I don’t want to talk about libertarians, but I was running errands and happened upon this “debate” between Anthony Furey and Sam Seder that was on Majority Report about two years ago. It wasn’t really a debate. Seder mostly lets libertarians talk and tries to get them to be clear about what they think. So the vast majority of the time was spent with Anthony Furey doing the libertarian two-step. This is when they talk theory when the issue is practical, and practical when the issue is theory.
Question: “So you are against government funding higher education?”
Libertarian: “I just think that the government is to big…”
Question: “Isn’t there an implicit contract between the individual and the society?”
Libertarian: “Think about the [proposed and never enacted] soda size limit in New York City…”
Libertarians Have Something on Their Minds
It’s frustrating to listen to because you know the libertarian thinks something very concrete. They are just afraid to come out and say it because they know how awful it will sound. So we hear from Anthony Furey that he’s socially liberal. We’re supposed to believe that he’s a Good Guy Libertarian™, just looking out after the poor and oppressed. Yet when we had as close to the libertarian utopia that we will ever get — in the early days of the industrial revolution — life was horrible. It was largely because of the conditions that people lived in that we got the laws that that the Anthony Fureys of the world so hate.
There was a very telling exchange about food security. Of course, Anthony Furey would never quite say what he meant because he is a Good Guy Libertarian™. But it was clear enough. If only we got rid of taxes and “onerous” regulations then people would all have jobs and food would be cheap and each and every one of us would have our own pony! It was crystal clear that for Furey, just like for almost all other libertarians, his belief is faith-based. It’s like that old cartoon, “And then a miracle occurs…” I’m always struck that libertarians know just enough economics to be dangerous. They know about the invisible hand of the market and they pray to it daily.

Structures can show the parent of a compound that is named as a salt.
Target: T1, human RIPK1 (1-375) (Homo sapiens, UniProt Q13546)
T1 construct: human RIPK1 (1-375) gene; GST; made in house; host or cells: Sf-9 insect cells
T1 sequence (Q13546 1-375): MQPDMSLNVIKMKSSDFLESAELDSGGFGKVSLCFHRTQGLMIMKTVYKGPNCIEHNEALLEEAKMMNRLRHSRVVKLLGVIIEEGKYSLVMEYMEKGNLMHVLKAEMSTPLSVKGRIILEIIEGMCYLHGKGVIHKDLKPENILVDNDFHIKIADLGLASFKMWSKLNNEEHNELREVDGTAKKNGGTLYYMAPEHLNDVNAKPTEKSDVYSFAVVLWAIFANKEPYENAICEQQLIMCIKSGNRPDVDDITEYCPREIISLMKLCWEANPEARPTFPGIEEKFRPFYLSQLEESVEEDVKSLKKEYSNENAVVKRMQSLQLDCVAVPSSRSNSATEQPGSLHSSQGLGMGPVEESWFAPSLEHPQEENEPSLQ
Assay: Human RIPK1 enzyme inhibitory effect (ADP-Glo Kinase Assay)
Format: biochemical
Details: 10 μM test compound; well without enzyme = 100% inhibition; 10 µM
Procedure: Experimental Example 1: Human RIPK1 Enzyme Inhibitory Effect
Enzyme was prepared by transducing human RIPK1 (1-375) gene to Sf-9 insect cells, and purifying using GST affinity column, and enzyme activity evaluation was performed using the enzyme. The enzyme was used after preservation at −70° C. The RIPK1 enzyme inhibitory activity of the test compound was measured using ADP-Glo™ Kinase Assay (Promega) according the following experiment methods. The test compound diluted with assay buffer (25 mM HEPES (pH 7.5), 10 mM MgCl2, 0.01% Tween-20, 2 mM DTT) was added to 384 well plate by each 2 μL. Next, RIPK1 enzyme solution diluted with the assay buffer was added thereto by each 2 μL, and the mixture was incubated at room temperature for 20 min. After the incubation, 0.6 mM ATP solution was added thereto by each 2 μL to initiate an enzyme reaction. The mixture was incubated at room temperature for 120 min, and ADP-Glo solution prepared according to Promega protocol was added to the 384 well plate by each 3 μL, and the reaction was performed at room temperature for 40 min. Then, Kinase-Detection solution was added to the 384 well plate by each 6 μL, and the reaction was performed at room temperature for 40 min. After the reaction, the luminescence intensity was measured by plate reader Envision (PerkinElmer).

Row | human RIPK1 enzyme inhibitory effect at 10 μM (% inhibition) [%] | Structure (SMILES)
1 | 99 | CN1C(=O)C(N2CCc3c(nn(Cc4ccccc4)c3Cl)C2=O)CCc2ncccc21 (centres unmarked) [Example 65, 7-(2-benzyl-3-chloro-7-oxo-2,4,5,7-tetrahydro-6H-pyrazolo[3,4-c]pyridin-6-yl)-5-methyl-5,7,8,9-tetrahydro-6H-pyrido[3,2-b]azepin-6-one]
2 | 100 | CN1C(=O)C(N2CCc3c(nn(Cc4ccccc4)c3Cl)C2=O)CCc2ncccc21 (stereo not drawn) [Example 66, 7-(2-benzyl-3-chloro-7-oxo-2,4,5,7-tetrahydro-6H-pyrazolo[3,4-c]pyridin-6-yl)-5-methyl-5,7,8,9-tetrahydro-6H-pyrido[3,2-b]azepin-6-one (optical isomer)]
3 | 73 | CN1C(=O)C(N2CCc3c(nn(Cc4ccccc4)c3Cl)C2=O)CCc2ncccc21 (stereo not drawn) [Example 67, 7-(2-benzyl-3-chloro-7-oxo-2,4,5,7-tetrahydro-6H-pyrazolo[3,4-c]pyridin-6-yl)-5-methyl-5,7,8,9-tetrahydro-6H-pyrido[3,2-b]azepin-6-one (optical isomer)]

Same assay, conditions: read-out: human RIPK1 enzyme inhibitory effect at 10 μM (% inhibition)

Anthony Furey Turned Evil
But the more Anthony Furey talked, the less he seemed like Good Guy Libertarian™. The more he talked, the more he seemed like an angry conservative. He returned again and again to the idea of a “culture of dependency.” Furey is Canadian, so it didn’t sound racist coming from him. But it did sound very social Darwinian. This is, of course, the new way for conservatives to push their vile policies and not sound like the evil bastards that they are. It isn’t the fault of the poor that they are lazy! It’s the fault of the government!
Another telling point during the “debate” was when Anthony Furey started claiming the subprime mortgage crisis was caused by the Community Reinvestment Act (CRA) and Fannie Mae/Freddie Mac. Again, this is one of those wonderful conservative arguments that blame poor people without looking like it: “Isn’t it terrible that the government forced all those poor people to wreck the economy!” But, of course, the CRA did not cause the financial crisis. Repeating this in 2014 (when the “debate” took place) shows that Furey only listens to the kind of media that will feed his faith-based opinions.
Just Arguing Government Levels
But there is a broader analysis here. Whenever Seder probed too deeply into Anthony Furey’s thinking, the libertarian would jump back to the idea that he wasn’t for getting rid of the government altogether; he just wanted it to do the things it properly did. It was funny that the one thing he kept bring up was public transit. Why that?! Why is that a social good and healthcare is not? And that is what makes talking to libertarians so exasperating.
There are very few libertarians who believe in no government at all. Therefore, arguments with libertarians aren’t about anything but how much government there should be. But libertarians like Anthony Furey put on airs with their philosophy. They are nothing more than conservatives complaining that the government is too big. Okay! So how does that make them any less evil than Louie Gohmert? Because of their faith that giving rich people more money will help the poor?
I wouldn’t say that Anthony Furey is stupid. He’s a subgenius: smart enough to be dangerous. I would definitely say he is evil. And that’s especially so because of all the crocodile tears that stream from his arguments. So I suppose the title of this article should be, “Anthony Furey: Not Nearly as Bright as He Thinks, Evil, or Both?” But that’s too long. “Anthony Furey: Stupid, Evil, or Both?” gets the point across well enough. And the answer is: both.